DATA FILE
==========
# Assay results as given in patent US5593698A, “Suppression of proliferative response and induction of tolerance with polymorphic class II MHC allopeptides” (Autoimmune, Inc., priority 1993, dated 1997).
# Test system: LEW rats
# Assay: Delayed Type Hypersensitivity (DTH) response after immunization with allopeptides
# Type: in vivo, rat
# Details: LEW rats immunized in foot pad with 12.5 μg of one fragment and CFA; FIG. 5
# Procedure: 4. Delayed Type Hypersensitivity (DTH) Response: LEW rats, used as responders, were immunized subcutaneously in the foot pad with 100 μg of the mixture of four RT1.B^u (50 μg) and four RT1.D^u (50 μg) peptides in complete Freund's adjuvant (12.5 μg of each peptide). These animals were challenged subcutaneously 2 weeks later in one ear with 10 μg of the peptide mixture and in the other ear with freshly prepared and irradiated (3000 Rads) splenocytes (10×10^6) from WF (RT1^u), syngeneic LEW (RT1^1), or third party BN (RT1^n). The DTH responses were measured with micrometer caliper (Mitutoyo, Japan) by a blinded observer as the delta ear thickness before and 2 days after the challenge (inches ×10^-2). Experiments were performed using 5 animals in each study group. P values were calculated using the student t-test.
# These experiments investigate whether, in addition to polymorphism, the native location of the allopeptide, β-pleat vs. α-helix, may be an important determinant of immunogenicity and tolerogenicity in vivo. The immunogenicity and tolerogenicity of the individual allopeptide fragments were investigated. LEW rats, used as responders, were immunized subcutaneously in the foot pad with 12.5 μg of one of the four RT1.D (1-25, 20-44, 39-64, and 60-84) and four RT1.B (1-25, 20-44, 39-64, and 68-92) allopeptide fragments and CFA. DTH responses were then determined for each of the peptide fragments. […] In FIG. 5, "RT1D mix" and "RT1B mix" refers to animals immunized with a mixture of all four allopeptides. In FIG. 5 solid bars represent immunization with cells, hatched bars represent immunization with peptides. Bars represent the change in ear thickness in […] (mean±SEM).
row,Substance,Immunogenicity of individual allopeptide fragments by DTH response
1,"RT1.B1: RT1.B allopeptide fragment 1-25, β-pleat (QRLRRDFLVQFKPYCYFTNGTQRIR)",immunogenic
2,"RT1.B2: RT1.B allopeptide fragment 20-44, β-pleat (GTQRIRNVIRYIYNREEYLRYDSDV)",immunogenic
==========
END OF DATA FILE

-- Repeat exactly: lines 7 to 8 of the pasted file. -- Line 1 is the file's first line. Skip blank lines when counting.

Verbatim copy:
# These experiments investigate whether, in addition to polymorphism, the native location of the allopeptide, β-pleat vs. α-helix, may be an important determinant of immunogenicity and tolerogenicity in vivo. The immunogenicity and tolerogenicity of the individual allopeptide fragments were investigated. LEW rats, used as responders, were immunized subcutaneously in the foot pad with 12.5 μg of one of the four RT1.D (1-25, 20-44, 39-64, and 60-84) and four RT1.B (1-25, 20-44, 39-64, and 68-92) allopeptide fragments and CFA. DTH responses were then determined for each of the peptide fragments. […] In FIG. 5, "RT1D mix" and "RT1B mix" refers to animals immunized with a mixture of all four allopeptides. In FIG. 5 solid bars represent immunization with cells, hatched bars represent immunization with peptides. Bars represent the change in ear thickness in […] (mean±SEM).
row,Substance,Immunogenicity of individual allopeptide fragments by DTH response